State transportation officials hope you'll do a lot of sightseeing this Memorial Day weekend. Just not on the Bay Bridge.
Travelers headed to the Eastern Shore for the first time since last summer might be surprised. For one thing, the toll has risen to $4 from $2.50. For another, the westbound span is being painted for the first time since it opened in 1973, and scaffolding is likely to be a distraction — and potential hot spot for fender-benders.
"You're sightseeing. They're sightseeing. They hit the brakes. You're still sightseeing," said Kelly Melham, a spokeswoman for the Maryland Transportation Authority. "Bang."
More than 1.8 million motorists are expected to swarm the state's toll facilities from Friday to Monday as part of the unofficial start of summer. Of that total, more than 358,000 vehicles will cross the bridge, the largest potential bottleneck, while more than 435,000 vehicles will travel Interstate 95 north of Baltimore.
But some things will remain the same. A flat tire, an overheated car, a minor accident — annoyances that wouldn't turn a head on any other day — make noggins positively explode in frustration when they cause backups during one of the busiest travel periods of the year.
"It's not the volume," said Gordon Garrettson, the man in charge of operations on the Bay Bridge. "If we don't have an incident, we can move a lot of traffic — up to 4,500 cars an hour in one direction."
Nationally, AAA estimates that 34.8 million Americans will travel 50 miles or more Memorial Day weekend, an increase of 1.2 percent over last year. AAA Mid-Atlantic won't release its Maryland projections until Tuesday, but over the last five years, the average has been 700,000 travelers.
When everything clicks, like last Memorial Day weekend, traffic at both ends of the extended weekend flows over the Bay Bridge like ice cream from a boardwalk soft-serve machine. But when things go awry — think 2009 — the 43-mile trip from Cambridge to the Bay Bridge can exceed 21/2 hours.
Getting to the Bay Bridge early — by 10 a.m. on Thursday, Friday and Sunday and by 7 a.m. on Saturday — is one of the easiest ways to avoid congestion. It's become so much a part of the Maryland summer travel tradition that an increasing number of vacationers are starting even earlier, Garrettson said.
"What was once 8 a.m. became 7:30 and is now 7," he said. "I'd like to think it's because they're listening to us."
Cameras trained on the bridge and spotters at either end let managers know when to reverse traffic flow on one of the three lanes of the westbound span to increase capacity. They also can adjust the number of toll lanes for cash and E-ZPass to ease the crush.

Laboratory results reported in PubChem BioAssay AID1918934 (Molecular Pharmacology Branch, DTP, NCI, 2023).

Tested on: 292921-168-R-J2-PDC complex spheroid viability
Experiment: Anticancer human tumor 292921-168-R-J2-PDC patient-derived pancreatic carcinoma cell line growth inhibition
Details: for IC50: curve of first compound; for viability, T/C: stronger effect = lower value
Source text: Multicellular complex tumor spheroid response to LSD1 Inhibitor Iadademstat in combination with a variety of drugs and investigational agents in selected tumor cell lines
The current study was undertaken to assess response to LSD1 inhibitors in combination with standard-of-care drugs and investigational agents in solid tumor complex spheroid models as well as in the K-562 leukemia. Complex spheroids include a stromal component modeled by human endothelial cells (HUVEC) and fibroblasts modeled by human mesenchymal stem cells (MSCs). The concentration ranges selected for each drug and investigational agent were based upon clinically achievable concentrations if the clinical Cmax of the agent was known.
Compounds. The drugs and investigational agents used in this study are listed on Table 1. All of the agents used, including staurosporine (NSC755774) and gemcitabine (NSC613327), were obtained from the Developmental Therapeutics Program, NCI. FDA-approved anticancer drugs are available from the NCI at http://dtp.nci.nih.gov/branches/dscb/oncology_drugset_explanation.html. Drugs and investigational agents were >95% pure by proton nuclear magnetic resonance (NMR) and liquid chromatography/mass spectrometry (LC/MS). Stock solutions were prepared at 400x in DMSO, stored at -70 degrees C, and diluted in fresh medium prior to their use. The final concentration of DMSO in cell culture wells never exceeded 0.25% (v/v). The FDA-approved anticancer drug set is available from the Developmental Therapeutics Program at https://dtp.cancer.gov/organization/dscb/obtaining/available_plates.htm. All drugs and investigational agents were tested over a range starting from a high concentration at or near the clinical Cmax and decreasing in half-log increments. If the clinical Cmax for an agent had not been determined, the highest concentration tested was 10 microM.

In the event of an accident, highway officials said, motorists should not bail out on local or service roads near the bridge — Whitehall Road and Skidmore Drive in Anne Arundel County or Route 18 on Kent Island.
"Residents can't get out and fire and rescue trucks can't get in," said David Buck, State Highway Administration spokesman. "It becomes a dangerous situation."
On the other hand, he said, there are places farther from the bridge where having a road map can help motorists negotiate their own alternate routes.
To help the public steer around potential trouble spots during the 13 weekends between Memorial Day and Labor Day, transportation officials want to remind motorists of a number of programs.
For Bay Bridge conditions, there's 1-877-BAYSPAN. To get a traffic-camera view of the situation or to sign up for email alerts, go to baybridge.com.
For statewide conditions, call 511 or visit MD511.org. In just the last two weeks, more than 12,000 travelers have signed up for the service, Melham said.
Motorists heading west to Rocky Gap or Deep Creek Lake should keep an eye out for two construction areas that will not be active during the holiday but could cause slowdowns: a bridge replacement project on Interstate 70 over South Street in Frederick, where the roadway narrows; and bridge painting along I-68 in Allegany, Garrett and Washington counties.
Baltimore-Washington International Thurgood Marshall Airport is expected to see an uptick in travel this weekend that will increase significantly once school ends in June and then peak in July, spokesman Jonathan Dean said.
Southwest Airlines will be adding larger Boeing 737-800s to its BWI Marshall routes. During the peak travel period, the airline will offer 199 daily departures — the most ever for Southwest at the airport.Copyright © 2015, The Baltimore Sun